Based on Ellen and prior decisions of this office, see e.g. Open Records Decision Nos. 393 (1983), 339 (1982), a governmental body must withhold the identities of alleged victims and witnesses to alleged sexual harassment as well as any information which would tend to identify a witness or victim. Note, however, that the common law right of privacy does not protect facts about a public employee's alleged misconduct on the job or complaints made about his performance. Open Records Decision Nos. 438 (1986), 230 (1979), 219 (1978). Therefore, the identity of the alleged offender may not be withheld from public disclosure.
Information identifying purported victims or witnesses in sexual harassment investigations must be redacted and the balance of the responsive information released. We have marked a sample of the type of information which must be withheld under section 552.101 of the Government Code.
This letter ruling is limited to the particular records at issue in this request and limited to the facts as presented to us; therefore, this ruling must not be relied upon as a previous determination regarding any other records or any other circumstances.
This ruling triggers important deadlines regarding the rights and responsibilities of the governmental body and of the requestor. For example, governmental bodies are prohibited from asking the attorney general to reconsider this ruling. Gov't Code § 552.301(f). If the governmental body wants to challenge this ruling, the governmental body must appeal by filing suit in Travis County within 30 calendar days. Id. § 552.324(b). In order to get the full benefit of such an appeal, the governmental body must file suit within 10 calendar days. Id. § 552.353(b)(3), (c). If the governmental body does not appeal this ruling and the governmental body does not comply with it, then both the requestor and the attorney general have the right to file suit against the governmental body to enforce this ruling. Id. § 552.321(a).
If this ruling requires the governmental body to release all or part of the requested information, the governmental body is responsible for taking the next step. Based on the statute, the attorney general expects that, within 10 calendar days of this ruling, the governmental body will do one of the following three things: 1) release the public records; 2) notify the requestor of the exact day, time, and place that copies of the records will be provided or that the records can be inspected; or 3) notify the requestor of the governmental body's intent to challenge this letter ruling in court. If the governmental body fails to do one of these three things within 10 calendar days of this ruling, then the requestor should report that failure to the attorney general's Open Government Hotline, toll free, at 877/673-6839. The requestor may also file a complaint with the district or county attorney. Id. § 552.3215(e).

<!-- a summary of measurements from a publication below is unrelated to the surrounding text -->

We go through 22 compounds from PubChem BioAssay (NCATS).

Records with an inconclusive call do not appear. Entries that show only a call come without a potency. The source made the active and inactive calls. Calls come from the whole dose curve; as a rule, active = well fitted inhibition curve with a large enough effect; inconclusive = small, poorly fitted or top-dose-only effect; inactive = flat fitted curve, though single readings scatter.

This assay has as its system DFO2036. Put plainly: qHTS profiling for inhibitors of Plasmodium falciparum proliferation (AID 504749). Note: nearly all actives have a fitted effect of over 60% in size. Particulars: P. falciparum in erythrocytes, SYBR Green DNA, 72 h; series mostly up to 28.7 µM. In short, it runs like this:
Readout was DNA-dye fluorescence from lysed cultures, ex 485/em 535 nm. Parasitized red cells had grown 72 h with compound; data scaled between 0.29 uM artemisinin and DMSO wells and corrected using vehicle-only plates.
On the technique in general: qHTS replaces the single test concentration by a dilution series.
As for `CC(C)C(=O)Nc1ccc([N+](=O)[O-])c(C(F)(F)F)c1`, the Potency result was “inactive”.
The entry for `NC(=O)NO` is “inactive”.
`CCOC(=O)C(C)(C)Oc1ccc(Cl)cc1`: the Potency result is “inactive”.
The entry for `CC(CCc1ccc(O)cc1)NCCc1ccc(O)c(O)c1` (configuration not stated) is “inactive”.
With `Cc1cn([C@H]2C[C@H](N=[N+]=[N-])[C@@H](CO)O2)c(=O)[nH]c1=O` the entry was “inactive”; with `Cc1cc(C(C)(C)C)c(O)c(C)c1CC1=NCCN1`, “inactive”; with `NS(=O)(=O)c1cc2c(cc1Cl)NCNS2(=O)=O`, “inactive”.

If this ruling requires or permits the governmental body to withhold all or some of the requested information, the requestor can appeal that decision by suing the governmental body. Id. § 552.321(a); Texas Department of Public Safety v. Gilbreath, 842 S.W.2d 408, 411 (Tex. App.-Austin 1992, no writ).
If the governmental body, the requestor, or any other person has questions or comments about this ruling, they may contact our office. Although there is no statutory deadline for contacting us, the attorney general prefers to receive any comments within 10 calendar days of the date of this ruling.
Michael Jay Burns
Ref: ID# 138604
Encl Submitted documents
cc: Mr. Bill Hindmarsh
1. We assume that the "representative sample" of records submitted to this office is truly representative of the requested records as a whole. See Open Records Decision Nos. 499 (1988), 497 (1988). This open records letter does not reach, and therefore does not authorize the withholding of, any other requested records to the extent that those records contain substantially different types of information than that submitted to this office.